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The story behind your Easter chocolate

VSO/ Nicholas Seun Adatsi

Farmers in Ghana help produce some of the world's most delicious Easter treats. Here they share how they do it.

Ghana is the world's second-biggest cocoa producer. The crop is so important that it's even on the 20 pesewas coin. Here, some of its smallholder cocoa farmers invite you to a behind-the-scenes look at the work that goes into getting from bean to bar.

VSO/ Nicholas Seun Adatsi

Cocoa farmers like Akwasi Addae help grow one of the world's most delicious crops. Cocoa farmed in Ghana employs approximately 800,000 farm families and generates $2 billion in revenue for the country. Akwasi is the leader of VSO and Cocoa Life’s community growing initiative. 

VSO/ Nicholas Seun Adatsi

Also getting ready for the harvest this year is Augustina Frimong. Farmers like Augustina has been trained on how to conduct artificial pollination for cocoa plants. The technique helps farmers produce a better quality of crop, which in turn helps generate a better income. 

VSO/ Nicholas Seun Adatsi

Working together with VSO and Mondelēz International, farmers attend training and workshops to learn the skills needed to run successful enterprises, and farming techniques to help produce a better crop yield. 

VSO/ Nicholas Seun Adatsi

A main part of the training is for farmers on how to artificially pollinate the cocoa plant by hand. The artifical pollination helps increase the chances of fertilisation, making it more efficient for farmers and their land.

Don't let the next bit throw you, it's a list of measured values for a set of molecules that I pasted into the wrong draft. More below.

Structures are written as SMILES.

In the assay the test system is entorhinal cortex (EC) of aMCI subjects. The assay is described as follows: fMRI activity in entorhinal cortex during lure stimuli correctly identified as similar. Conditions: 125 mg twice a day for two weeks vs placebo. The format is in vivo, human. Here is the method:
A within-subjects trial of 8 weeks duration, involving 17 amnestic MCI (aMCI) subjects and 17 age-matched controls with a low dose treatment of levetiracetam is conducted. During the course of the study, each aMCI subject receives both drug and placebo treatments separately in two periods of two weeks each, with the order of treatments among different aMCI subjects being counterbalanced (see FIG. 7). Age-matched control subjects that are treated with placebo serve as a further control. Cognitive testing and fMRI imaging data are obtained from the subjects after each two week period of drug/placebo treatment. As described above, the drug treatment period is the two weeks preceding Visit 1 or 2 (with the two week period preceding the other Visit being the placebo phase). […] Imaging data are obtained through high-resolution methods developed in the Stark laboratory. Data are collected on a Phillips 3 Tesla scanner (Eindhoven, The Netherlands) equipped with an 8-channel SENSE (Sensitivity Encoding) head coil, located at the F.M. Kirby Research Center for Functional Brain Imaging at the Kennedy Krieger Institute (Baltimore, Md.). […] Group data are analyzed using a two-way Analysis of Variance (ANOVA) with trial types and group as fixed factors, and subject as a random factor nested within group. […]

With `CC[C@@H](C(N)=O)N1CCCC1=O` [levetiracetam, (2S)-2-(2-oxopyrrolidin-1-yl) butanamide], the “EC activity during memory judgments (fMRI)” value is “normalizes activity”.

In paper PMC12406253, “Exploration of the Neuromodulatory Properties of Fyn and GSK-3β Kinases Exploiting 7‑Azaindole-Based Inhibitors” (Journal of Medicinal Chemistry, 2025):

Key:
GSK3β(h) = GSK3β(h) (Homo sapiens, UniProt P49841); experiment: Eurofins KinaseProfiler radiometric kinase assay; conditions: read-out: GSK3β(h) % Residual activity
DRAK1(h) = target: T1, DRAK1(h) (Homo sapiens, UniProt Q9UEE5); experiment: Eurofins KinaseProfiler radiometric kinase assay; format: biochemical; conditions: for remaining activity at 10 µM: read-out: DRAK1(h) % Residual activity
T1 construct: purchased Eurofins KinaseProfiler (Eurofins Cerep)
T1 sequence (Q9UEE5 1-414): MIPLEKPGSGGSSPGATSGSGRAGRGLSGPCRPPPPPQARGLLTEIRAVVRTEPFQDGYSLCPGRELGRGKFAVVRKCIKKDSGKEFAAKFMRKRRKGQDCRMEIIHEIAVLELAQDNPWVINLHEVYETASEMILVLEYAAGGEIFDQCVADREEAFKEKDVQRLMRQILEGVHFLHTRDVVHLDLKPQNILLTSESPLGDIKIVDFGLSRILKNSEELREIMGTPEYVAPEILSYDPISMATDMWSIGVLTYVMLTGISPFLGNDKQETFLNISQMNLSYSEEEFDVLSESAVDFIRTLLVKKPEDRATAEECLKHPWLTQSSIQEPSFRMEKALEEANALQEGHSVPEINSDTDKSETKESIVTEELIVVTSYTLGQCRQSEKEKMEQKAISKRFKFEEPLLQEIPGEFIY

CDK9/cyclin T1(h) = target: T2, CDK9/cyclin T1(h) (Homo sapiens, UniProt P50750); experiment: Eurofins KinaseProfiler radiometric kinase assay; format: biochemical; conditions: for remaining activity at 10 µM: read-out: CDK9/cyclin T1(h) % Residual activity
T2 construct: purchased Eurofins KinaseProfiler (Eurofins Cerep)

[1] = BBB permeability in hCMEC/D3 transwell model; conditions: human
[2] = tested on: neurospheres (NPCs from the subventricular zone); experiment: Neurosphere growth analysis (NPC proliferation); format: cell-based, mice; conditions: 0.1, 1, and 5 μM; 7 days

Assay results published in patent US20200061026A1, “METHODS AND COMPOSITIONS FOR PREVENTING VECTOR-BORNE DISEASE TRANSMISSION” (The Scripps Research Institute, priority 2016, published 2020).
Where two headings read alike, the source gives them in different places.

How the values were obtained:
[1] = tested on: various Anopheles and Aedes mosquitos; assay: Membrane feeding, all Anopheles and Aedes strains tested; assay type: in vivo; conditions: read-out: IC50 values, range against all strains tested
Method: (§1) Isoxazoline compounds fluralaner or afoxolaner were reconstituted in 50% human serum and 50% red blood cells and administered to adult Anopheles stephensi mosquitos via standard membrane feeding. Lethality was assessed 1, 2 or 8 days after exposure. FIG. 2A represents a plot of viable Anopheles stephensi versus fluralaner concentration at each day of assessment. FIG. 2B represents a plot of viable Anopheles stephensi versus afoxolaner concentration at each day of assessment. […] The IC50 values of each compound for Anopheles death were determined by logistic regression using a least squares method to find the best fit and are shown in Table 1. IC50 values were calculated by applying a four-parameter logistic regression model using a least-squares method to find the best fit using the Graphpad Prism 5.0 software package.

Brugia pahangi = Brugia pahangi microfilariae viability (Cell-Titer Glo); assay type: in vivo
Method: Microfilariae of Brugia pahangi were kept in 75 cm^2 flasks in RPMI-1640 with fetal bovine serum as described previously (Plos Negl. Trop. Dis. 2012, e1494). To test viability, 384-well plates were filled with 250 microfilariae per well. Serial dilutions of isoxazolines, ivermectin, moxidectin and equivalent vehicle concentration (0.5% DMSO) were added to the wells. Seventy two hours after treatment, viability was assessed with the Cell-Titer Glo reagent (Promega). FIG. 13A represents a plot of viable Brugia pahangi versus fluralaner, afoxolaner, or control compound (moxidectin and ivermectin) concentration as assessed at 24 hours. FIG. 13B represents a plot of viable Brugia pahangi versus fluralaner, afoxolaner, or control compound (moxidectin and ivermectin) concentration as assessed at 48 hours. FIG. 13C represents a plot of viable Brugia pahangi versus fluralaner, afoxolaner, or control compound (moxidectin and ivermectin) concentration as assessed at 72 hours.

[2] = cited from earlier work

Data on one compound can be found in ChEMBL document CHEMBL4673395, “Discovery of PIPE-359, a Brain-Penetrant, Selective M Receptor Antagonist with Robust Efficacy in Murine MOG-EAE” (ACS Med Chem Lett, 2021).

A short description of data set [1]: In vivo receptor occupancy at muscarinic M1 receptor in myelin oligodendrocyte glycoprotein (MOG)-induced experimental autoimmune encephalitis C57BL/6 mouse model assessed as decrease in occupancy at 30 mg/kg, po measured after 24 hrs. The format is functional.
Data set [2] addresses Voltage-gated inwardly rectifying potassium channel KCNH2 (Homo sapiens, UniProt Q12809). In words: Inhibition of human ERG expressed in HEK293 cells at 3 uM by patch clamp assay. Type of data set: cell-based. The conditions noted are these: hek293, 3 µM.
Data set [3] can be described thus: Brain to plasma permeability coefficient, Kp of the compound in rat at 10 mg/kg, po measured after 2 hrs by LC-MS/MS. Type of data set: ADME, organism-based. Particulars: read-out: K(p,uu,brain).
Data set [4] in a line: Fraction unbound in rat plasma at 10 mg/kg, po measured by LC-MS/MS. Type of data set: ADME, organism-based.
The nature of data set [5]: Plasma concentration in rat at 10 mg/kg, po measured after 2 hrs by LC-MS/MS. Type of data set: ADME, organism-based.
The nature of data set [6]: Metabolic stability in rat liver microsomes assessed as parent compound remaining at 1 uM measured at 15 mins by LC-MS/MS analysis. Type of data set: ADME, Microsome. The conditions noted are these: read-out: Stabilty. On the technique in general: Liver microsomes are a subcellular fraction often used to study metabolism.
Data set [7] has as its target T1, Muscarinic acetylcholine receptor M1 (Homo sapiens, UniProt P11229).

Once the crop has been feritilised, cocoa farmers use long-handled steel tools to reach the pods and cut them without wounding the soft bark of the tree. They then collect the harvested fruit in baskets.

VSO/ Nicholas Seun Adatsi
VSO/ Nicholas Seun Adatsi
VSO/ Nicholas Seun Adatsi

When the pods are ready, they're easy to spot because of their bright yellow. They're now ready to be harvested for their delicious cocoa beans inside.  

VSO/ Nicholas Seun Adatsi

The inside of the cocoa pod contains 40 seeds on average in a fleshy core. The farmer removes the beans from the pods, packs them into boxes or heaps them into piles, and covers them with mats or banana leaves for anywhere between three to seven days.

VSO/ Nicholas Seun Adatsi

The time after the harvest has the biggest impact on cocoa quality and on the taste of the cocoa, so it is crucial to get the sequence and techniques right.

The cocoa seeds are packaged up and taken to be dried.

VSO/ Nicholas Seun Adatsi

The layer of pulp that naturally surrounds the beans heats up and ferments the beans, which enhances the cocoa flavour. Here, Kwame Wireko collects the fermented cocoa seeds ready to be dried in the sun for several days.

VSO/ Nicholas Seun Adatsi

The dried beans are packed into sacks, and farmers take them to buying stations where they are sold. To make the final chocolate the beans are then turned into a liquid paste and mixed with sugar, milk and a variety of fillings to make each signature delight. 

VSO/ Nicholas Seun Adatsi

Buyers transport the sacks to an exporting company where the sacks are inspected, put into burlap, sisal, or plastic bags, and transported to the exporter's warehouse, where the beans are stored until they're shipped to a manufacturer. 

VSO and Cocoa Life are making it possible for farmers to build stable incomes from Cocoa farming through sharing farming techniques and business skills. You can read more about the Cocoa Life programme here